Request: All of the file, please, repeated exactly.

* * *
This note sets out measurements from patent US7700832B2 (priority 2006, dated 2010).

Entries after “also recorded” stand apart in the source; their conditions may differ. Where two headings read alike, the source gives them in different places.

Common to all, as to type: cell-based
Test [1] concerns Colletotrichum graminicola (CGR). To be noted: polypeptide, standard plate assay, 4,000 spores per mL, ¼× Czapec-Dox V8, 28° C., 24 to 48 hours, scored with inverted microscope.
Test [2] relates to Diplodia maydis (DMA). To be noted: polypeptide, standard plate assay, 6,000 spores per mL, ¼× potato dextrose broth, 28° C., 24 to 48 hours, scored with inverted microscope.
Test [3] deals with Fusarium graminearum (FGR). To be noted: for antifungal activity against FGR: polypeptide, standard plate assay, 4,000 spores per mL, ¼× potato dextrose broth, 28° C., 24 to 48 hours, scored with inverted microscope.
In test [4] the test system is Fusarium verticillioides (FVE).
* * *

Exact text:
This note sets out measurements from patent US7700832B2 (priority 2006, dated 2010).

Entries after “also recorded” stand apart in the source; their conditions may differ. Where two headings read alike, the source gives them in different places.

Common to all, as to type: cell-based
Test [1] concerns Colletotrichum graminicola (CGR). To be noted: polypeptide, standard plate assay, 4,000 spores per mL, ¼× Czapec-Dox V8, 28° C., 24 to 48 hours, scored with inverted microscope.
Test [2] relates to Diplodia maydis (DMA). To be noted: polypeptide, standard plate assay, 6,000 spores per mL, ¼× potato dextrose broth, 28° C., 24 to 48 hours, scored with inverted microscope.
Test [3] deals with Fusarium graminearum (FGR). To be noted: for antifungal activity against FGR: polypeptide, standard plate assay, 4,000 spores per mL, ¼× potato dextrose broth, 28° C., 24 to 48 hours, scored with inverted microscope.
In test [4] the test system is Fusarium verticillioides (FVE).